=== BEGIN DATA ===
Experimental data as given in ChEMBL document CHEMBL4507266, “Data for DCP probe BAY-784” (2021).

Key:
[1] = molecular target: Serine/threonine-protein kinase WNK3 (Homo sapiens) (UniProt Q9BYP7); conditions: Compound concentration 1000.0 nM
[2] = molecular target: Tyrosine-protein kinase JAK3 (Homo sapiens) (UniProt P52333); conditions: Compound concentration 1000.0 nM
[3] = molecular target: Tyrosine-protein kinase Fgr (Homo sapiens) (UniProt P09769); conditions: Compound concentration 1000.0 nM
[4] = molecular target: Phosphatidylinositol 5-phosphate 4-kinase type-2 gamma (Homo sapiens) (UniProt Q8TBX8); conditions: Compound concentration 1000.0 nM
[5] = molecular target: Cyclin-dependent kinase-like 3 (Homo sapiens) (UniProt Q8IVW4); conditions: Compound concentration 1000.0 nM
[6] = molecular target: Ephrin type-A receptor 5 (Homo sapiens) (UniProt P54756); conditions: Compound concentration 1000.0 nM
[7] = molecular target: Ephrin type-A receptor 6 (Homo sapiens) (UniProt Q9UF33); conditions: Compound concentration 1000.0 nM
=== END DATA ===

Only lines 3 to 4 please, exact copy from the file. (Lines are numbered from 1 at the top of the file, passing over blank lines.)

[1] = molecular target: Serine/threonine-protein kinase WNK3 (Homo sapiens) (UniProt Q9BYP7); conditions: Compound concentration 1000.0 nM
[2] = molecular target: Tyrosine-protein kinase JAK3 (Homo sapiens) (UniProt P52333); conditions: Compound concentration 1000.0 nM